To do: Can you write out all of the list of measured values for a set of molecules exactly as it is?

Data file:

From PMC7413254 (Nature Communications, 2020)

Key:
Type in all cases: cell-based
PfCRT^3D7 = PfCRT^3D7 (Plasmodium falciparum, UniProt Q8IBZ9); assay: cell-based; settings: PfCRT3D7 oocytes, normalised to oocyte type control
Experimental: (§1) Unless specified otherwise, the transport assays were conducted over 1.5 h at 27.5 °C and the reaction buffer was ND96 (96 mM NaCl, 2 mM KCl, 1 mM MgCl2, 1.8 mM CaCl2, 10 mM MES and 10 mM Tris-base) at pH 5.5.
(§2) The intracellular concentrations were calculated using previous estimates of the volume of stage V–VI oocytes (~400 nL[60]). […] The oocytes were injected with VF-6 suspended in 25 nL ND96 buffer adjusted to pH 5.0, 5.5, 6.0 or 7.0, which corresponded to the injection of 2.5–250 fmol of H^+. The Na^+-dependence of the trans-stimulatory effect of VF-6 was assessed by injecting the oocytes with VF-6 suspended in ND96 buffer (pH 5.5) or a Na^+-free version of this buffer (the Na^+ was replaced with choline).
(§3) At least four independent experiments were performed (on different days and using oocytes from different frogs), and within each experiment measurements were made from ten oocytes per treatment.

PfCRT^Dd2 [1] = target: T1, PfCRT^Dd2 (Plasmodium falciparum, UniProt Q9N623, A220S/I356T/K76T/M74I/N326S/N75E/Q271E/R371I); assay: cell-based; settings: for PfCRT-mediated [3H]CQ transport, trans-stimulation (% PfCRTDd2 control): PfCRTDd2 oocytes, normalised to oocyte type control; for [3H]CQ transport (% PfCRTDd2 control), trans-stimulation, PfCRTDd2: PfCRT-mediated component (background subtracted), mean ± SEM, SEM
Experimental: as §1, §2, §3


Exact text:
From PMC7413254 (Nature Communications, 2020)

Key:
Type in all cases: cell-based
PfCRT^3D7 = PfCRT^3D7 (Plasmodium falciparum, UniProt Q8IBZ9); assay: cell-based; settings: PfCRT3D7 oocytes, normalised to oocyte type control
Experimental: (§1) Unless specified otherwise, the transport assays were conducted over 1.5 h at 27.5 °C and the reaction buffer was ND96 (96 mM NaCl, 2 mM KCl, 1 mM MgCl2, 1.8 mM CaCl2, 10 mM MES and 10 mM Tris-base) at pH 5.5.
(§2) The intracellular concentrations were calculated using previous estimates of the volume of stage V–VI oocytes (~400 nL[60]). […] The oocytes were injected with VF-6 suspended in 25 nL ND96 buffer adjusted to pH 5.0, 5.5, 6.0 or 7.0, which corresponded to the injection of 2.5–250 fmol of H^+. The Na^+-dependence of the trans-stimulatory effect of VF-6 was assessed by injecting the oocytes with VF-6 suspended in ND96 buffer (pH 5.5) or a Na^+-free version of this buffer (the Na^+ was replaced with choline).
(§3) At least four independent experiments were performed (on different days and using oocytes from different frogs), and within each experiment measurements were made from ten oocytes per treatment.

PfCRT^Dd2 [1] = target: T1, PfCRT^Dd2 (Plasmodium falciparum, UniProt Q9N623, A220S/I356T/K76T/M74I/N326S/N75E/Q271E/R371I); assay: cell-based; settings: for PfCRT-mediated [3H]CQ transport, trans-stimulation (% PfCRTDd2 control): PfCRTDd2 oocytes, normalised to oocyte type control; for [3H]CQ transport (% PfCRTDd2 control), trans-stimulation, PfCRTDd2: PfCRT-mediated component (background subtracted), mean ± SEM, SEM
Experimental: as §1, §2, §3